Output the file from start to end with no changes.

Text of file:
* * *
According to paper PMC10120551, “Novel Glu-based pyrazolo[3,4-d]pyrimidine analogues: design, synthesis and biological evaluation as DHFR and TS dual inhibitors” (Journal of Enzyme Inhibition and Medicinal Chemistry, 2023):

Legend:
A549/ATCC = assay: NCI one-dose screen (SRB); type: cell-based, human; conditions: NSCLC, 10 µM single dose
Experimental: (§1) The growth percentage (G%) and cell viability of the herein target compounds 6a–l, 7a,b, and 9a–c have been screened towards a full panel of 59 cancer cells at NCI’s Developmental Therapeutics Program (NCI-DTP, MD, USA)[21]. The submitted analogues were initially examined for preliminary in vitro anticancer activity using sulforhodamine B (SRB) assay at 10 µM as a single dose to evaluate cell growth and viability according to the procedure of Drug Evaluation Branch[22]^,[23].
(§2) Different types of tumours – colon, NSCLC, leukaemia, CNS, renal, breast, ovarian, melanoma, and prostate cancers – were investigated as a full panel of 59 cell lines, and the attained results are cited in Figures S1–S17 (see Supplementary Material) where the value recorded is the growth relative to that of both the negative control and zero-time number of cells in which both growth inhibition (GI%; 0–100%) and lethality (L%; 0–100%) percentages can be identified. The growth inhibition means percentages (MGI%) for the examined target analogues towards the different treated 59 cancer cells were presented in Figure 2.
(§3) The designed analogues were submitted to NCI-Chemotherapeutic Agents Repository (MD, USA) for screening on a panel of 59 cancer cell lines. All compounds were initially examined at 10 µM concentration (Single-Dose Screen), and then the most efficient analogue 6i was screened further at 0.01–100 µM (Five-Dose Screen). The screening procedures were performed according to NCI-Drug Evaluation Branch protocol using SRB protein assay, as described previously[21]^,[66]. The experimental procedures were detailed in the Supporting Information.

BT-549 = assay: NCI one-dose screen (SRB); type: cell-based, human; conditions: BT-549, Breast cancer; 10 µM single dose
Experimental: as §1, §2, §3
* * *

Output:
According to paper PMC10120551, “Novel Glu-based pyrazolo[3,4-d]pyrimidine analogues: design, synthesis and biological evaluation as DHFR and TS dual inhibitors” (Journal of Enzyme Inhibition and Medicinal Chemistry, 2023):

Legend:
A549/ATCC = assay: NCI one-dose screen (SRB); type: cell-based, human; conditions: NSCLC, 10 µM single dose
Experimental: (§1) The growth percentage (G%) and cell viability of the herein target compounds 6a–l, 7a,b, and 9a–c have been screened towards a full panel of 59 cancer cells at NCI’s Developmental Therapeutics Program (NCI-DTP, MD, USA)[21]. The submitted analogues were initially examined for preliminary in vitro anticancer activity using sulforhodamine B (SRB) assay at 10 µM as a single dose to evaluate cell growth and viability according to the procedure of Drug Evaluation Branch[22]^,[23].
(§2) Different types of tumours – colon, NSCLC, leukaemia, CNS, renal, breast, ovarian, melanoma, and prostate cancers – were investigated as a full panel of 59 cell lines, and the attained results are cited in Figures S1–S17 (see Supplementary Material) where the value recorded is the growth relative to that of both the negative control and zero-time number of cells in which both growth inhibition (GI%; 0–100%) and lethality (L%; 0–100%) percentages can be identified. The growth inhibition means percentages (MGI%) for the examined target analogues towards the different treated 59 cancer cells were presented in Figure 2.
(§3) The designed analogues were submitted to NCI-Chemotherapeutic Agents Repository (MD, USA) for screening on a panel of 59 cancer cell lines. All compounds were initially examined at 10 µM concentration (Single-Dose Screen), and then the most efficient analogue 6i was screened further at 0.01–100 µM (Five-Dose Screen). The screening procedures were performed according to NCI-Drug Evaluation Branch protocol using SRB protein assay, as described previously[21]^,[66]. The experimental procedures were detailed in the Supporting Information.

BT-549 = assay: NCI one-dose screen (SRB); type: cell-based, human; conditions: BT-549, Breast cancer; 10 µM single dose
Experimental: as §1, §2, §3